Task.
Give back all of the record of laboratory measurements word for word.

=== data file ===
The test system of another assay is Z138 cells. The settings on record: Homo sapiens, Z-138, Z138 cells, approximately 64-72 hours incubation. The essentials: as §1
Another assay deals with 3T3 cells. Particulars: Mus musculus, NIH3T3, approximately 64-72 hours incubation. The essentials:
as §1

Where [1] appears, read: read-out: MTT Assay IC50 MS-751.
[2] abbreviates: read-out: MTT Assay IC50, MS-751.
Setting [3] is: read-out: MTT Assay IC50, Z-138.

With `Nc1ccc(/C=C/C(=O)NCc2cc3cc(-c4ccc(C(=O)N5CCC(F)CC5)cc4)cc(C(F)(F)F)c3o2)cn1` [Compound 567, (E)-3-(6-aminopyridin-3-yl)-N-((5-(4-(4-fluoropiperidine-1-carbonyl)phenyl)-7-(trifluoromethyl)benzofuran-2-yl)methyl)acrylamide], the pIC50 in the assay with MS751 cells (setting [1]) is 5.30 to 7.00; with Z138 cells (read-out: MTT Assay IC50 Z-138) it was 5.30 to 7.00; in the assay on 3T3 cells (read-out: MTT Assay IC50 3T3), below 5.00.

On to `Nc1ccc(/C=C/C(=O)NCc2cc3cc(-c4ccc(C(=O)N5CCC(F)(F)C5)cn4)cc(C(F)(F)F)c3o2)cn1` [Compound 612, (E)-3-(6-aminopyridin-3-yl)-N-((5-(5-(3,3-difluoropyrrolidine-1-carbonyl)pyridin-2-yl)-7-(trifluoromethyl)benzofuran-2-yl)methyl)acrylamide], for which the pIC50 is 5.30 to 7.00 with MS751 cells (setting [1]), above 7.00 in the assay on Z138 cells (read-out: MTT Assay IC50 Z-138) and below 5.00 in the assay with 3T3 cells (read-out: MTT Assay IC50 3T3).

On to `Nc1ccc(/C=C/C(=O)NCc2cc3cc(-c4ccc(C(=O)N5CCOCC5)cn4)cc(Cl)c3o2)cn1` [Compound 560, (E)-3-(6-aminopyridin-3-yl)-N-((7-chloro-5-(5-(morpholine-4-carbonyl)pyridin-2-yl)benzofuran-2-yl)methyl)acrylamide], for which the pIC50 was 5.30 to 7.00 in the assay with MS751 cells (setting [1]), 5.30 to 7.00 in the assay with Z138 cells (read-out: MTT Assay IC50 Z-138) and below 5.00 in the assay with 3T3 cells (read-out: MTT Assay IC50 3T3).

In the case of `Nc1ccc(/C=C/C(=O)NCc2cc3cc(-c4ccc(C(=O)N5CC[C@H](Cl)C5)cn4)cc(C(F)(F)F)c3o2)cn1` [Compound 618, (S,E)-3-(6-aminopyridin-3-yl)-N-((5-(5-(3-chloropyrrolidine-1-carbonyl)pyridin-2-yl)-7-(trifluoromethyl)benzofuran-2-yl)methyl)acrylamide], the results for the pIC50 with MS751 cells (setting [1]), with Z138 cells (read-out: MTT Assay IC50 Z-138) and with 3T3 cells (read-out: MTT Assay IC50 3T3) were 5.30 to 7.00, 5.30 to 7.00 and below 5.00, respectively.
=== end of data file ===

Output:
The test system of another assay is Z138 cells. The settings on record: Homo sapiens, Z-138, Z138 cells, approximately 64-72 hours incubation. The essentials: as §1
Another assay deals with 3T3 cells. Particulars: Mus musculus, NIH3T3, approximately 64-72 hours incubation. The essentials:
as §1

Where [1] appears, read: read-out: MTT Assay IC50 MS-751.
[2] abbreviates: read-out: MTT Assay IC50, MS-751.
Setting [3] is: read-out: MTT Assay IC50, Z-138.

With `Nc1ccc(/C=C/C(=O)NCc2cc3cc(-c4ccc(C(=O)N5CCC(F)CC5)cc4)cc(C(F)(F)F)c3o2)cn1` [Compound 567, (E)-3-(6-aminopyridin-3-yl)-N-((5-(4-(4-fluoropiperidine-1-carbonyl)phenyl)-7-(trifluoromethyl)benzofuran-2-yl)methyl)acrylamide], the pIC50 in the assay with MS751 cells (setting [1]) is 5.30 to 7.00; with Z138 cells (read-out: MTT Assay IC50 Z-138) it was 5.30 to 7.00; in the assay on 3T3 cells (read-out: MTT Assay IC50 3T3), below 5.00.

On to `Nc1ccc(/C=C/C(=O)NCc2cc3cc(-c4ccc(C(=O)N5CCC(F)(F)C5)cn4)cc(C(F)(F)F)c3o2)cn1` [Compound 612, (E)-3-(6-aminopyridin-3-yl)-N-((5-(5-(3,3-difluoropyrrolidine-1-carbonyl)pyridin-2-yl)-7-(trifluoromethyl)benzofuran-2-yl)methyl)acrylamide], for which the pIC50 is 5.30 to 7.00 with MS751 cells (setting [1]), above 7.00 in the assay on Z138 cells (read-out: MTT Assay IC50 Z-138) and below 5.00 in the assay with 3T3 cells (read-out: MTT Assay IC50 3T3).

On to `Nc1ccc(/C=C/C(=O)NCc2cc3cc(-c4ccc(C(=O)N5CCOCC5)cn4)cc(Cl)c3o2)cn1` [Compound 560, (E)-3-(6-aminopyridin-3-yl)-N-((7-chloro-5-(5-(morpholine-4-carbonyl)pyridin-2-yl)benzofuran-2-yl)methyl)acrylamide], for which the pIC50 was 5.30 to 7.00 in the assay with MS751 cells (setting [1]), 5.30 to 7.00 in the assay with Z138 cells (read-out: MTT Assay IC50 Z-138) and below 5.00 in the assay with 3T3 cells (read-out: MTT Assay IC50 3T3).

In the case of `Nc1ccc(/C=C/C(=O)NCc2cc3cc(-c4ccc(C(=O)N5CC[C@H](Cl)C5)cn4)cc(C(F)(F)F)c3o2)cn1` [Compound 618, (S,E)-3-(6-aminopyridin-3-yl)-N-((5-(5-(3-chloropyrrolidine-1-carbonyl)pyridin-2-yl)-7-(trifluoromethyl)benzofuran-2-yl)methyl)acrylamide], the results for the pIC50 with MS751 cells (setting [1]), with Z138 cells (read-out: MTT Assay IC50 Z-138) and with 3T3 cells (read-out: MTT Assay IC50 3T3) were 5.30 to 7.00, 5.30 to 7.00 and below 5.00, respectively.